I got there at 8:30AM. I tried to be there at 8, but my usual sloth habits are rather incompatible with a morning scramble. In my rush out of the door, I forgot to put on sunscreen, gave up the task of taking out the garbage, and refrained from checking messages on the phone. The possibility of people sending me messages after midnight, the last time I checked my phone, is rather slim, but still it’s a morning ritual to make sure that no messages have come when I am sleeping. Not today though.
About ten days ago, I came to the inspection site and found an endless line of vehicles waiting–at least 250 of them by my estimation. I had to leave. There’s no way I could queue in my car for more than two hours–what can people do if they want to pee? I wondered.
Last Saturday when I was running around completing my tax filing, I saw the inspection site open and the line is shortened to its usual size–between ten and twenty cars. I felt the urge to stop by and get the inspection done then and there, but I am not an impulsive person. Even though my life is littered with regrets of not following my instincts and do things on the spur of the moment, I can’t change myself. My mind was all set on the goal of finishing the tax first that I have no choice but to follow the pre-arrangement.
I arrived at the inspection site and was at first astonished to find that cars all parking along one side of the road outside. At first I thought those were cars waiting for inspection and my heart sank. Then I realized they were for people who went to the motor vehicle office, the parking lot of which had been full and people had to park their cars along the road leading to the office. What a relief. The inspection line is not long at all and it’s split into two, one inner circle and one outer circle. A man in a yellow T-shirt waved me to the outer circle, which I instinctively knew would be a slow line. So I waited. I thought of putting on the music for a moment, but decided against it. I know people who put on the car music all the time, even if when people are talking in the car. With the background music, I feel like being in a restaurant without food whenever riding in his car. I dislike music in a car because it disrupts my thought–not that I have a lot of worthy thoughts. I don’t, but I like more to stay with my thoughts than listen to music. It’s true most of my random daydreaming thoughts are terribly mundane, unworthy, like a story by a rambling author on a tedious topic. All junk thoughts, but still I prefer them.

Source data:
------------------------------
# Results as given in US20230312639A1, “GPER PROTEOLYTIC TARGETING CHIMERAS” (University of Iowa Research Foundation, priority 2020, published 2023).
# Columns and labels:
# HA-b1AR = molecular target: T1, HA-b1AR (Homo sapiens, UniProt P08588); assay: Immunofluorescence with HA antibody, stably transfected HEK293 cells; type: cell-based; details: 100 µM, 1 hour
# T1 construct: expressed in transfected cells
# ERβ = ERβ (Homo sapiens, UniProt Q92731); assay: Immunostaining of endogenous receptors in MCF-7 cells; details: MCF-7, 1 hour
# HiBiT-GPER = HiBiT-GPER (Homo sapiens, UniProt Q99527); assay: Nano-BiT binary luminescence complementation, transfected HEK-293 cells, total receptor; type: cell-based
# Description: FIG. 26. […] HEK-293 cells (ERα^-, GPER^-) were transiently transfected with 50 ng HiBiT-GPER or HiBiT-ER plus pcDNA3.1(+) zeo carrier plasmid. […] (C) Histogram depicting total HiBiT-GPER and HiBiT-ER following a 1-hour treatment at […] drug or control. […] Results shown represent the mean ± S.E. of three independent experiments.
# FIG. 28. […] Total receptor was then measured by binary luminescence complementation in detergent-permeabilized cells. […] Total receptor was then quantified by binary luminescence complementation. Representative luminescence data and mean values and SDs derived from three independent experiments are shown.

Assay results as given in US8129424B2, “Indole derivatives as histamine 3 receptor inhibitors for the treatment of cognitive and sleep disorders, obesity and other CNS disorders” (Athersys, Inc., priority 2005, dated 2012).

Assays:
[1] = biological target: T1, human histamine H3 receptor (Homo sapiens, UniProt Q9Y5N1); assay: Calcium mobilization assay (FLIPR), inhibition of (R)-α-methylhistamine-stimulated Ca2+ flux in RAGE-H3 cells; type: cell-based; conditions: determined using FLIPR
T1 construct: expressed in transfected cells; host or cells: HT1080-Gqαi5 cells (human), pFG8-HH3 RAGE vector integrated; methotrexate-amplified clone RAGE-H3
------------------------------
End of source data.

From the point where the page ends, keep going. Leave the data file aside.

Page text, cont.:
They were obviously overworked. Two years ago, and another two years before that, they used to entertain themselves by giving one or two comments on my old car, or talking among themselves on something, or reciprocating a question with an answer half jokingly, half bored, as if to say, “is this it? Any fresh questions? I have answered this question a thousand times before.” But now they hardly have the energy to look at me, let alone to talk. From their tone of asking me to stop, to push the driver seat backward, to hand over credentials, to step out, I knew they wanted to get me out of there as soon as they could.
As I left, with a sticker with a big number 6 in the middle and 2022 underneath, I felt the relief and the happiness coming from the relief–even such an insignificant inspection could be a struggle during a pandemic. I wish everybody working there healthy and virus free. I hope the world can be normal again.